October 15: A prospectus for your research paper is due in class. This should be a short statement of the you topic you will explore in your paper. We will discuss the prospectus more in class.

November 5: A bibliography for your paper (including both secondary and primary sources) is due in class.

December 3: Drafts of research papers are due in class. All students are required to give a short oral presentation about their research in class either on December 3 or December 10.

December 17: Final drafts of research papers are due by 10:00 a.m.

COURSE READINGS
The following books are available at Atticus and are on reserve at Olin:

Leon Dash, Rosa Lee: A Mother and Her Family in Urban America (1996) Mamie Garvin Fields, Lemon Swamp and Other Places: A Memoir (1983) Henry Louis Gates, Colored People (1994) Gretchen Lemke-Santegelo, Abiding Courage: African American Migrant Women and the East Bay Community (1996) Paule Marshall, Brown Girl, Brownstones (1951) James McBride, The Color of Water: A Black Man's Tribute to his White Mother (1996)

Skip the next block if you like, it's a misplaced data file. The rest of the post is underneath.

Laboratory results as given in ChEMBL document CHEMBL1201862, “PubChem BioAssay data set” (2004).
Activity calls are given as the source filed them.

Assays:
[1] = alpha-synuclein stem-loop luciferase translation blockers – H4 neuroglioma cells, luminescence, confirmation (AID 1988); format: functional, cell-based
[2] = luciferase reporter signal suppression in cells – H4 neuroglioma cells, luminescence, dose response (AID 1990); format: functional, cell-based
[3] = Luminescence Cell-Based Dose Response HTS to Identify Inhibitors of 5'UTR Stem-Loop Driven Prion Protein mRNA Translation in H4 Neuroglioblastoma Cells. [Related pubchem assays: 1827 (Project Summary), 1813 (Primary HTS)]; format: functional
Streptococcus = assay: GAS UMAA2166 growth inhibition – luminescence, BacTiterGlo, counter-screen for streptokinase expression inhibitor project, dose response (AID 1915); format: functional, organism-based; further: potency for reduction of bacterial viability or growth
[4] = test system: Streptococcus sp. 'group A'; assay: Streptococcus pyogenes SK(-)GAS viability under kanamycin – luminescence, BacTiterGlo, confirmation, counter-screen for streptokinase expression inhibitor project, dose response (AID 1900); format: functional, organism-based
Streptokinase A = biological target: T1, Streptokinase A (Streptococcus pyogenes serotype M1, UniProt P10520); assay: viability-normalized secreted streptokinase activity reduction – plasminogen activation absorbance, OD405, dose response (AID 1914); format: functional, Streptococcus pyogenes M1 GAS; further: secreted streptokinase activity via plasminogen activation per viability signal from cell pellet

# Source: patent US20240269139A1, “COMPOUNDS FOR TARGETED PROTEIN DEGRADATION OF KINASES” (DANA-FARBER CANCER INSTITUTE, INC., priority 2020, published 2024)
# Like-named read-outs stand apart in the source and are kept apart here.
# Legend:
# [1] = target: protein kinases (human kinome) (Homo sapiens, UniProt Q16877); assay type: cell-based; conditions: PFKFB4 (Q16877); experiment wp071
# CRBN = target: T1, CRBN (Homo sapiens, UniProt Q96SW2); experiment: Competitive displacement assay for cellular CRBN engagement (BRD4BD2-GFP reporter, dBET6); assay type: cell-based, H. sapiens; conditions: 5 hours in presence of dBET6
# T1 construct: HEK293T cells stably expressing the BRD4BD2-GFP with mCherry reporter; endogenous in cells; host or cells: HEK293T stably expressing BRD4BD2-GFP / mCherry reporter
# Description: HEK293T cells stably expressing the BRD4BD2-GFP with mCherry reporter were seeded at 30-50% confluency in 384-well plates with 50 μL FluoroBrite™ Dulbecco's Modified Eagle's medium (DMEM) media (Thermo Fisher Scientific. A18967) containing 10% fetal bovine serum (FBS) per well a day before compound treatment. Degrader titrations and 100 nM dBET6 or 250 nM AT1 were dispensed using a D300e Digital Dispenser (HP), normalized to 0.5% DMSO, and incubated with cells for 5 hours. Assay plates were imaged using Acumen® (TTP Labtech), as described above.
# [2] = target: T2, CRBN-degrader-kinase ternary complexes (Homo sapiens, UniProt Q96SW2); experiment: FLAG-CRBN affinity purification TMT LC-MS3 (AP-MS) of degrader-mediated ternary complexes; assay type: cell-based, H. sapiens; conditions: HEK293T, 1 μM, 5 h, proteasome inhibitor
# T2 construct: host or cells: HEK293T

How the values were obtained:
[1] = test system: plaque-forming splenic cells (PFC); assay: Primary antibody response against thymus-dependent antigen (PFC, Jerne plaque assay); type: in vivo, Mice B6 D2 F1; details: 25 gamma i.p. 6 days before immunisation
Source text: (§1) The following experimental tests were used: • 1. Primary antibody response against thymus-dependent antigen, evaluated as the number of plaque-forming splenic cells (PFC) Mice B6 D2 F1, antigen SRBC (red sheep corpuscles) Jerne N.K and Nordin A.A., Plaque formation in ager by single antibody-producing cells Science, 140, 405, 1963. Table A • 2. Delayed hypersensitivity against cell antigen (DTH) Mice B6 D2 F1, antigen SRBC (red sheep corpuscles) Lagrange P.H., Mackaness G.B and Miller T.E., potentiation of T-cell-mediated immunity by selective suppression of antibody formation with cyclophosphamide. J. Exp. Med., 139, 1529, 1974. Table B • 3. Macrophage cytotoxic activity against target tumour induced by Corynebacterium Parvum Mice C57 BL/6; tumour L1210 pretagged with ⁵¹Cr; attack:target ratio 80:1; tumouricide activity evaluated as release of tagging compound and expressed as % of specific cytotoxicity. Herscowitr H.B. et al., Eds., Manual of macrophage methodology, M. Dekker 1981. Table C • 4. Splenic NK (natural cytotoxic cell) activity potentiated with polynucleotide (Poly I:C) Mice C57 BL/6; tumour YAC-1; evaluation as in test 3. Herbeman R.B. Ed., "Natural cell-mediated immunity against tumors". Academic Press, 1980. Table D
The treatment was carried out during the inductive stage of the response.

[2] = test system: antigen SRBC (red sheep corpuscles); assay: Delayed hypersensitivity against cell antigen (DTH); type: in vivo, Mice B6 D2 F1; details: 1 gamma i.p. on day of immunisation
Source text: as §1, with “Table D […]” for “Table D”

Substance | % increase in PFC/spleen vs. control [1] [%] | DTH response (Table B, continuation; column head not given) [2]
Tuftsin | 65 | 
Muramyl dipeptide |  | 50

There is also a course reader, which is available at the CAAS (items in the reader are designated with a * on the syllabus)

Jacqueline Jones, Labor of Love, Labor of Sorrow has also been ordered as an optional textbook for the course. Students who have little background in African American history may want to read Jones for historical context

COURSE OUTLINE

September 10: Introduction

In our first class, we will discuss theoretical approaches to family history and the debates about the black family that dominate the field. Students will be asked to read and discuss several short pieces including: "The Moynihan Report" (1965), excerpts
John Hope Franklin, "African American Families: A Historical Note" in McAdoo, Black Families, pp. l 5-18 Niara Sudurkasa, "Value Premises Underlying Black Family Studies and Black